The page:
Most buildings along Boston St in Gallows Hill have stood for a century or two, in exceptional cases closer to three centuries, and most have been mixed use commercial / residential for all those years. In that span several waves of creative destruction have ebbed and flowed: Industrialization – consolidation of backyard tanning shops into flourishing tanneries in the mid-19th century; Deindustrialization – closure and vacating of those tanneries in the mid-20th century; Suburbanization – replacement of many properties with strip malls and parking lots in the 2nd half of the 20th century.
Now perhaps a new revitalization is budding, what with energetic immigrant families moving into and sprucing up long vacant storefronts.
Just opened at the Peabody end of Boston St is the Yamilex Mini Market in the historic Ellen Hayes Apartment Building (c. 1885, presumably constructed or operated by an Ellen Hayes). Though labeled as a mini-market, the store truly is what a native New Yorker would recognize as a bodega.
Yamilex joins La Loma Market at the other end of Boston St near Essex St, operating for two years now in a non-historic mixed use garden apartment building of a style more in line with Los Angeles than with Salem.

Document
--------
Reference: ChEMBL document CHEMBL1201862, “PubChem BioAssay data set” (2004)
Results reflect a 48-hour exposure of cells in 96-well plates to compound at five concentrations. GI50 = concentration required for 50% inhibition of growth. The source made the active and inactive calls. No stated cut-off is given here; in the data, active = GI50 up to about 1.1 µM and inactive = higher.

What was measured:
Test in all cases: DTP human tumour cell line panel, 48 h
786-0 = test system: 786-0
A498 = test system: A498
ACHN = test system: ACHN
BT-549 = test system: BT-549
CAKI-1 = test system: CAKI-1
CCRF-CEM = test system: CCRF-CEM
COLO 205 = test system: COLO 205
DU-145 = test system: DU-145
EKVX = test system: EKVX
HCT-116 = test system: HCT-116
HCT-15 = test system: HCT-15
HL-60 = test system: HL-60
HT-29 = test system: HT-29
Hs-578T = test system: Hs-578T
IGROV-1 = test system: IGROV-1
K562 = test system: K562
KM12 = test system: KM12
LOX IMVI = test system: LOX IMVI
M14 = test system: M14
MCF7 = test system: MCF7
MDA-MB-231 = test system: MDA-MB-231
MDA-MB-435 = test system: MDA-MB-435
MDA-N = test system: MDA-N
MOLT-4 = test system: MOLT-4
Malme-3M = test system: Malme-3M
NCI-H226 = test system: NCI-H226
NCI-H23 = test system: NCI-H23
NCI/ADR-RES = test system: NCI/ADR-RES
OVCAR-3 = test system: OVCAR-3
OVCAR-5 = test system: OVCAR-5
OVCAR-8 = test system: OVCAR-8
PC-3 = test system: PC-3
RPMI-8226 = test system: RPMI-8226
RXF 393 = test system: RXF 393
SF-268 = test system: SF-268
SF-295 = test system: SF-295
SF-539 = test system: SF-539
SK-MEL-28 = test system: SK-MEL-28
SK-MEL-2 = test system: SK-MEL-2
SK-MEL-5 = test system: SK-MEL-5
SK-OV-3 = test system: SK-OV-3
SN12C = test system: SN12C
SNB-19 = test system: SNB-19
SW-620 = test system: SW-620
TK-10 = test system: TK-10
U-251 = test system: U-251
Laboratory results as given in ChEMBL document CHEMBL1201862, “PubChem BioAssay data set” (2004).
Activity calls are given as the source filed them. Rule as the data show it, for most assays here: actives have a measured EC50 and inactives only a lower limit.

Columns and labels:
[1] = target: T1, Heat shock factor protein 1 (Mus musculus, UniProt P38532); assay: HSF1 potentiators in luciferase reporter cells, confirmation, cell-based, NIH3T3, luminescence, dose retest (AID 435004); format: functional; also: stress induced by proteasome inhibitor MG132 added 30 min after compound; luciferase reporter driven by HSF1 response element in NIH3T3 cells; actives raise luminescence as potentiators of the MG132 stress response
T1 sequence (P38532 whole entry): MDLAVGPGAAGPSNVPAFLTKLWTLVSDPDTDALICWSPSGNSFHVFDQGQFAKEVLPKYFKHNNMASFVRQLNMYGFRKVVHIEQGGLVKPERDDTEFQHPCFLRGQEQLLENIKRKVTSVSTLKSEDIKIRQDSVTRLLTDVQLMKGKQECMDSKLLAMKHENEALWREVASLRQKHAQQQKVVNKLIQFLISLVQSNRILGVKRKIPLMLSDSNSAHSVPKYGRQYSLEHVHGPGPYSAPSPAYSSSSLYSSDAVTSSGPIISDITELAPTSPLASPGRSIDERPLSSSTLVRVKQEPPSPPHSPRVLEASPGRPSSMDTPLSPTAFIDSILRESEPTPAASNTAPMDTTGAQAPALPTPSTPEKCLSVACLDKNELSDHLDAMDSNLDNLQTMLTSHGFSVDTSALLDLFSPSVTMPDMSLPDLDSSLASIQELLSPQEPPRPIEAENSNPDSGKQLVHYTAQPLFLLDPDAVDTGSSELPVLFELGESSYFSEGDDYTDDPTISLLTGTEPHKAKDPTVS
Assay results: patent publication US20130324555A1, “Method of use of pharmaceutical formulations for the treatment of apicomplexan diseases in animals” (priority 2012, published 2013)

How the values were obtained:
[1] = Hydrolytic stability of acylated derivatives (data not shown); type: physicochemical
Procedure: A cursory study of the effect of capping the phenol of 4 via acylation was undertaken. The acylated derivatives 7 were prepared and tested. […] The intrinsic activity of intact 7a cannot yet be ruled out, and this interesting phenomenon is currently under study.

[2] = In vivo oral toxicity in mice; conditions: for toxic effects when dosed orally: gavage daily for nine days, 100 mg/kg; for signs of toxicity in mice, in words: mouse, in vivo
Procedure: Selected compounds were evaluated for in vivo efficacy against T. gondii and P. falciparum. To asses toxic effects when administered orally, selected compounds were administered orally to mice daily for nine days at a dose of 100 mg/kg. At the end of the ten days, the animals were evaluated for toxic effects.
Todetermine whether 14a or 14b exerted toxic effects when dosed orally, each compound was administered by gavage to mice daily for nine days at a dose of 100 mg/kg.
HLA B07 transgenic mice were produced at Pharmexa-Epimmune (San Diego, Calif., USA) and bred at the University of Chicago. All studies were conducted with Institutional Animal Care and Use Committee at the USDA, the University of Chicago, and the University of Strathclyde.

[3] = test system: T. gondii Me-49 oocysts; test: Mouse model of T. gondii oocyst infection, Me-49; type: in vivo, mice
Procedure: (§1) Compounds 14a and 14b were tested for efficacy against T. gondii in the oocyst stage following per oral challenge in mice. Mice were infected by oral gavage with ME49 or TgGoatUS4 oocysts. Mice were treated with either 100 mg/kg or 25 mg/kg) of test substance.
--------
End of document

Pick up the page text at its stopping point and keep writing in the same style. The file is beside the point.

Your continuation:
The opening of two bodegas in a short period reflects the movement of Latino immigrants into Gallows Hill in large numbers in the last decade, mostly Dominican in the apartment buildings near La Loma, mostly Brazilian with a large overlay of Dominican in the apartment buildings near Yamilex at the other end of Gallows Hill. That movement caused the Stop and Shop supermarket around the corner from Yamilex to enlarge its Hispanic foods section from a couple of shelves to an entire aisle. Having a large corporate competitor nearby may give Yamilex pause, but customers should prefer the friendly bodega over the sterile supermarket.
The Hispanic arrivals, coupled with the ongoing construction of apartment buildings where tanneries once stood, may yet breathe life into torpid Boston St, stagnant even before the Sylvania plant was razed in the mid-90s. Let’s hope so.